26. The complainants argued that information about Member A's role in (what the complainants call) the "Dalli affair", revealed in the leaked OLAF report, highlights the complainants' initial concern that when it comes to an ethical advisory body, whose integrity and transparency are paramount to public trust in the Commission, it is the appearance of conflicts of interest that is particularly important. They added that as Member A works for a lobby/law-firm, with undisclosed corporate clients, his independence is fundamentally questionable, as is his ability to adequately advise the Commission on conflicts of interest in revolving door cases and on any general ethical question concerning the interpretation of the Code of Conduct for Commissioners. In this context, the complainants again demanded that the Commission revoke Member A's reappointment to the Ad hoc Ethical Committee.

27. When the complainants brought the concerns emerging from the leaked OLAF report to the attention of the Commission, the Commission responded to the complainants directly on 19 June 2013. The complainants provided the Ombudsman with a copy of the Commission's letter, which was added to the Ombudsman's case file. In that letter the Commission stated that Member A played "no role" in the OLAF investigation relating to former Commissioner Dalli. The Commission stated that Member A contacted a senior Commission official in May 2012 to ask how the tobacco company could officially inform the Commission about their concerns. From then on, the Commission states, Member A had no involvement in the matter. There was, the Commission stated, no impact on nor link with his role as a member of the Ad Hoc Ethical Committee and there was no reason not to reappoint him. The Commission went on to state that the Ad Hoc Ethical Committee has a specific role, which is to advise on employment taken up by Commissioners for a certain period after they leave the Commission and on  general ethical issues related to the Code of Conduct of Commissioners. It then stated that when a tobacco company's complaint was received by the Commission, it was sent to OLAF, which was the appropriate body to handle such complaints. Such matters would never, the Commission argued, be referred to the Ad Hoc Ethical Committee. The issue of possible conflict of interest thus never arose. The Commission concluded by stating that it does not intend to revoke Member A's appointment to the Ad Hoc Ethical Committee.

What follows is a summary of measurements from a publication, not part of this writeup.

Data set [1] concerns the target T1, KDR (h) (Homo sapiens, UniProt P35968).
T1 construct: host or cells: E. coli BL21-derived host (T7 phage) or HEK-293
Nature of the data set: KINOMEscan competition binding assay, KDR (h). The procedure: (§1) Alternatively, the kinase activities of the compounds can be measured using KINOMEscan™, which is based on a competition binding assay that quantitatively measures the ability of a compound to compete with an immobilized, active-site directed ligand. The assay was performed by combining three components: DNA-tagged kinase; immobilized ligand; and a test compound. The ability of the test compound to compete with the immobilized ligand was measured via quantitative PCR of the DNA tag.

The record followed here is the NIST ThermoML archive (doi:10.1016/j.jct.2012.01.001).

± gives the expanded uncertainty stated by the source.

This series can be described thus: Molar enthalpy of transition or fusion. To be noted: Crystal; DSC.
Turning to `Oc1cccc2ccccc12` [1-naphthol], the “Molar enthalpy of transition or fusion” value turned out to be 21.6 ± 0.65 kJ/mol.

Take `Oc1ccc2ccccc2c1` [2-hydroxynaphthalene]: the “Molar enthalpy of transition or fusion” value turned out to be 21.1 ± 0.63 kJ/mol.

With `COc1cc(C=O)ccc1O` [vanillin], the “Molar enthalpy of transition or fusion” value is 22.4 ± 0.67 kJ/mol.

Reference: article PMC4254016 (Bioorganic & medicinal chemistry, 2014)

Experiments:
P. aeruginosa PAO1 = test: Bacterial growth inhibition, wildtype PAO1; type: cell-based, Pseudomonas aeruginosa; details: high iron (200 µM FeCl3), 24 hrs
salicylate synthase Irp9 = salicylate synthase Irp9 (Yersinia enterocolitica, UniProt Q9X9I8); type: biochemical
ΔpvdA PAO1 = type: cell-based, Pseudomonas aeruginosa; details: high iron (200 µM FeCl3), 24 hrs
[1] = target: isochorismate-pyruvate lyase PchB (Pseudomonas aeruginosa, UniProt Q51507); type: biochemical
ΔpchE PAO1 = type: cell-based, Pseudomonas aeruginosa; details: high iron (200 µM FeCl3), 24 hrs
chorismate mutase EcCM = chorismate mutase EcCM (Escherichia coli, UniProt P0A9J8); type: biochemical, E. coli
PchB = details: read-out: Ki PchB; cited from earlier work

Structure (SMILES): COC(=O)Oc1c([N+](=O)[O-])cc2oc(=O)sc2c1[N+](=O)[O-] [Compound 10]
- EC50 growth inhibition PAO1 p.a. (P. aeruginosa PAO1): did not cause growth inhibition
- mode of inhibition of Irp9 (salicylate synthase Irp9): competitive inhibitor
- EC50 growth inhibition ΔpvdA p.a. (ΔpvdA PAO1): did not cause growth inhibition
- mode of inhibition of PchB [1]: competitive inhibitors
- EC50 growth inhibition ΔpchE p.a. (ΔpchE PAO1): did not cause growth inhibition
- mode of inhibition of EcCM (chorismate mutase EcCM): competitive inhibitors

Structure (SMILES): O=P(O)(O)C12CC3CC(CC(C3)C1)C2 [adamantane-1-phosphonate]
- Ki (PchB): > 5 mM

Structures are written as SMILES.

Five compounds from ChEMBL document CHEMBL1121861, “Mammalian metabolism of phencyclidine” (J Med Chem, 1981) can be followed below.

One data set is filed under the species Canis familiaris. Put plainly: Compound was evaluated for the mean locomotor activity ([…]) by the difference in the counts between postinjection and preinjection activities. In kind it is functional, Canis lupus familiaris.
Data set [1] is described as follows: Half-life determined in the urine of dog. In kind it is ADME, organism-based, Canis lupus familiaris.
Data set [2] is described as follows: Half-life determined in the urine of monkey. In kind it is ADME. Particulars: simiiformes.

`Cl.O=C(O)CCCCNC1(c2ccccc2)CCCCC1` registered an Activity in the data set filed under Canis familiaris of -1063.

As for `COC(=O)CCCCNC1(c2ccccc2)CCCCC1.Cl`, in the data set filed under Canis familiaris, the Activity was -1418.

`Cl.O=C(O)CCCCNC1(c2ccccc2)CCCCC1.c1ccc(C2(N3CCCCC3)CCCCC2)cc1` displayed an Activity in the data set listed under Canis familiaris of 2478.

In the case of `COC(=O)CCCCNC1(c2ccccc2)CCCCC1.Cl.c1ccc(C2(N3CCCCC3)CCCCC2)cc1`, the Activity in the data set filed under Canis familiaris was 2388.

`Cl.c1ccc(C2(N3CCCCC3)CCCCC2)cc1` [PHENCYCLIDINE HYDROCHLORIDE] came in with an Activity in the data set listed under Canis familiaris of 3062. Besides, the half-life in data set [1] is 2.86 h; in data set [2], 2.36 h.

28. In its opinion sent to the Ombudsman, the Commission first confirmed all the points made by the Commission's Secretary General in her reply to one of the complainants on 28 January 2013. It then developed a certain number of points, as requested by the European Ombudsman.

29. As regards the Commission's position on the need to avoid the appearance of conflicts of interest relating to Member A, the Commission stated that it is committed to fostering ethics and transparency. It added that it has put in place a policy to manage effectively the issue of conflicts of interest and to prevent the appearance of conflicts of interest. However, the Commission does not share the complainant's concern with regard to the possible appearance of conflicts of interest involving any of the three members of the Ad hoc Ethical Committee.